The Asian Pacific Association for the Study of the Liver (APASL) hosted their 26th annual meeting in Shanghai, China from 15-19 February 2017.
During an APASL-WHO joint symposium – Hepatitis testing and testing innovations from the region – the Head of FIND India, Dr Sanjay Sarin, presented on FIND’s first-ever project on hepatitis C. The presentation – Promoting Implementation: A new Unitaid demonstration project on diagnostic innovation – highlighted a UNITAID-funded, FIND-led project to drive policy change and accelerate access to HCV diagnostics in six target countries – Cameroon, Georgia, India, Malaysia, Viet Nam and Myanmar.
FIND and collaborating partners both outside and in the project countries will gather evidence on the most efficient service delivery models for HCV care and treatment scale-up. The evidence-gathering will support regulatory approval of new, simplified and high-quality HCV diagnostic tests, secure preferential pricing agreements with test suppliers, and incorporate new HCV tests in existing HIV and public health programmes. This is expected to increase access to HCV diagnosis and treatment for some of the most vulnerable populations.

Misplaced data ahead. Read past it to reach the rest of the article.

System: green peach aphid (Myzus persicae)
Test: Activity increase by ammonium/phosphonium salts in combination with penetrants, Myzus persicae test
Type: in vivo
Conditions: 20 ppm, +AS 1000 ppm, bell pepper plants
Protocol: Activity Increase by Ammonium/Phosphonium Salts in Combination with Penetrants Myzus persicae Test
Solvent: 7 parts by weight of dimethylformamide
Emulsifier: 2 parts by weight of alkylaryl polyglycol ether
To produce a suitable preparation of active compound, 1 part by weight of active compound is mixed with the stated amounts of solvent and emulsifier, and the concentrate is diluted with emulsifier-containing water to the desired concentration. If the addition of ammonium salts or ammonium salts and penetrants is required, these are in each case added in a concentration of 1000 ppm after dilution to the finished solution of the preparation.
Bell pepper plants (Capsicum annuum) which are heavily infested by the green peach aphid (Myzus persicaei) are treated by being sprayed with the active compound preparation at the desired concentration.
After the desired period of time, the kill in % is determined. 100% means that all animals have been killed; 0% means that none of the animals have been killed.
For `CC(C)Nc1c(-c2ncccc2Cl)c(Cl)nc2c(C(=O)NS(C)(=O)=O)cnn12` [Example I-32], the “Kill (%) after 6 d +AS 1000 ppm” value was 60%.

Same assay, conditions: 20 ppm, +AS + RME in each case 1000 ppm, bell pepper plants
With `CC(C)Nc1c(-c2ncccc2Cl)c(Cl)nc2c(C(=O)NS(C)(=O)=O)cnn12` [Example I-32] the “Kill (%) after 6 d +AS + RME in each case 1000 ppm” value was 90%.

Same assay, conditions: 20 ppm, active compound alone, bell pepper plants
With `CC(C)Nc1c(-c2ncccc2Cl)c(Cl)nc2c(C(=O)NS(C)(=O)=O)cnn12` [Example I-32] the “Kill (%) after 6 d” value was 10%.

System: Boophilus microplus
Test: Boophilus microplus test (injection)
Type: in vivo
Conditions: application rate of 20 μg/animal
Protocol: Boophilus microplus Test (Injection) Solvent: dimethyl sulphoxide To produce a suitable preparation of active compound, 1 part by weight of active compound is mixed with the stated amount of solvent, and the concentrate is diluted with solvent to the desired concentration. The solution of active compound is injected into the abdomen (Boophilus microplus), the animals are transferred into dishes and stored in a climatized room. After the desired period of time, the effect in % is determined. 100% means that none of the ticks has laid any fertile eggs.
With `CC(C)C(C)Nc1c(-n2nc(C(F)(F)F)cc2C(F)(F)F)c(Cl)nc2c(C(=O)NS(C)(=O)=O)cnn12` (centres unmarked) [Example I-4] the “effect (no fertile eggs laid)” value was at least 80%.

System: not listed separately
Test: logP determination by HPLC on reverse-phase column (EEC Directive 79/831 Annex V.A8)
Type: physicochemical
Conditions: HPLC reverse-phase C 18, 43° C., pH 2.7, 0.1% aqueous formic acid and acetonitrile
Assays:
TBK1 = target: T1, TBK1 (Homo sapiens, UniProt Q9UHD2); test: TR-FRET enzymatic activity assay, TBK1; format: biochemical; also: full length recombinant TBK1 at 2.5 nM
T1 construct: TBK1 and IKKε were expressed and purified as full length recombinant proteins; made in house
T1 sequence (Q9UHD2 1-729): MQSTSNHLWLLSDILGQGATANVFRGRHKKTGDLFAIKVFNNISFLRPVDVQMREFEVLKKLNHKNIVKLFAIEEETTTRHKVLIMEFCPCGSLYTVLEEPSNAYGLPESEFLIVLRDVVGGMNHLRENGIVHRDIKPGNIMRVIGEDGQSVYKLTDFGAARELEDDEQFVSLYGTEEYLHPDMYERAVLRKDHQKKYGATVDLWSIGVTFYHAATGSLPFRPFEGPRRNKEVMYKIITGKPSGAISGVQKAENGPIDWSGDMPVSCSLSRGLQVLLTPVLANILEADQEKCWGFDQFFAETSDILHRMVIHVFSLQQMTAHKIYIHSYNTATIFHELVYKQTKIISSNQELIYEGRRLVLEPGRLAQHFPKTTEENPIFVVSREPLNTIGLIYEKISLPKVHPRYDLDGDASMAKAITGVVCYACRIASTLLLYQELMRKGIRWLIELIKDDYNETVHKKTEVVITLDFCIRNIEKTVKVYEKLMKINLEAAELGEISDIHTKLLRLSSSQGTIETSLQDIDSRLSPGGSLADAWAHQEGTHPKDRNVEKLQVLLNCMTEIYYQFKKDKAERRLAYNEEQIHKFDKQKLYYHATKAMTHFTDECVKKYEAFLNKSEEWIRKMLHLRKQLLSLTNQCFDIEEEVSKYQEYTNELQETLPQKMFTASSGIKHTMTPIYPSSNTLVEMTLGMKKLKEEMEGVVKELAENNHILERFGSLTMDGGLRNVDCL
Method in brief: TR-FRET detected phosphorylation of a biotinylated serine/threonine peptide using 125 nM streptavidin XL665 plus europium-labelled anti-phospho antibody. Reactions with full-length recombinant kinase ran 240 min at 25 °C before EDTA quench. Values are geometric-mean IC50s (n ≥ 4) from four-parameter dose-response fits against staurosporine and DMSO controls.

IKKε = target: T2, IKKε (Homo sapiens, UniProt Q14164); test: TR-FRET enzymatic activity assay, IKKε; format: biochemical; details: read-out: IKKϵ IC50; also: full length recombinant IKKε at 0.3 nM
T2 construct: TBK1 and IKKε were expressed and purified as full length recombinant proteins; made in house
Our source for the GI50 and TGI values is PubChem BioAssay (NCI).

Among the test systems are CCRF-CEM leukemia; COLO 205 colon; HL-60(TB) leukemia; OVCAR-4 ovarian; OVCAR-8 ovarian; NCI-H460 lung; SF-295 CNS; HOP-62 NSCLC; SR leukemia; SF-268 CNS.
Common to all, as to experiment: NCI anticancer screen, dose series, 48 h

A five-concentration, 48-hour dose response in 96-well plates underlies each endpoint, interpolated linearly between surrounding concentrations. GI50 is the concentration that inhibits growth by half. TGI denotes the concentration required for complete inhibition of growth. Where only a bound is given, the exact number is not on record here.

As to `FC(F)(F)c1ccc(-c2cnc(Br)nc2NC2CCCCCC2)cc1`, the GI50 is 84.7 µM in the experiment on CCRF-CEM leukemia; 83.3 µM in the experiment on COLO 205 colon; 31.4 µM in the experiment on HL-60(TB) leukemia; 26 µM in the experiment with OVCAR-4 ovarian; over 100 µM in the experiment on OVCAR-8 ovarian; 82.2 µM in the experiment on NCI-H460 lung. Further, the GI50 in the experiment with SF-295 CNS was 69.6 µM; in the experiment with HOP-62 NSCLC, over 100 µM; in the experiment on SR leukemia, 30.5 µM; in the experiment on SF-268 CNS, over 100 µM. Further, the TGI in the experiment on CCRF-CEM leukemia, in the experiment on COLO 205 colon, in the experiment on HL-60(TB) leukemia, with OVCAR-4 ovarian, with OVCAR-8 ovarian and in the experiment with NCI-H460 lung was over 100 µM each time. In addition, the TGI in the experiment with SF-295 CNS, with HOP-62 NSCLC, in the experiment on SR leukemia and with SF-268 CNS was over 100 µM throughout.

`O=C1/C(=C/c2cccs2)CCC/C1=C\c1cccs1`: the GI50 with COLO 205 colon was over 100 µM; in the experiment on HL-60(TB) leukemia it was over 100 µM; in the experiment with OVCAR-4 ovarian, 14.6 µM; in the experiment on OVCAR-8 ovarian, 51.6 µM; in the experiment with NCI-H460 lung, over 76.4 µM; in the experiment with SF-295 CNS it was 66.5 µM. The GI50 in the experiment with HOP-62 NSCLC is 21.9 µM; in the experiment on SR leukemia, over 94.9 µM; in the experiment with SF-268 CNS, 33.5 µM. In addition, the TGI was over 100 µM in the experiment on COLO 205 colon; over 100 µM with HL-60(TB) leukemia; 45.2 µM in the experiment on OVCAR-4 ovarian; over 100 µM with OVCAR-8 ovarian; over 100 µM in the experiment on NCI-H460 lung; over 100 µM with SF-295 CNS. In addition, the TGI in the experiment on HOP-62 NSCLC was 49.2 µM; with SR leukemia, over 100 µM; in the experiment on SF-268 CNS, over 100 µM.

It is estimated that in lower- and middle-income countries fewer than 5 percent of HCV-infected people are diagnosed and less than 1% are in treatment. Existing HCV screening and diagnostic tools are relatively expensive and not suited for the clinical contexts of low- and middle-income countries or for all infections, particularly where HCV patients are co-infected with HIV. A lack of appropriate diagnostic tools for HCV infection remains a challenge.
“Validating and introducing simple, low-cost, rapid tests for hepatitis C will break the barriers to treatment–and make the possibility of HCV elimination a reality,” says Dr Francesco Marinucci, Head of FIND’s HCV and HIV programme.
Testing and treatment must go hand in hand, and currently the main obstacle is a lack of appropriate diagnostic tests and simplified and cost effective diagnostic algorithms. This makes those co-infected with HIV/HCV a priority group for diagnosis and treatment.
UNITAID and FIND launch initiative to improve diagnostics and treatment for hepatitis C – press release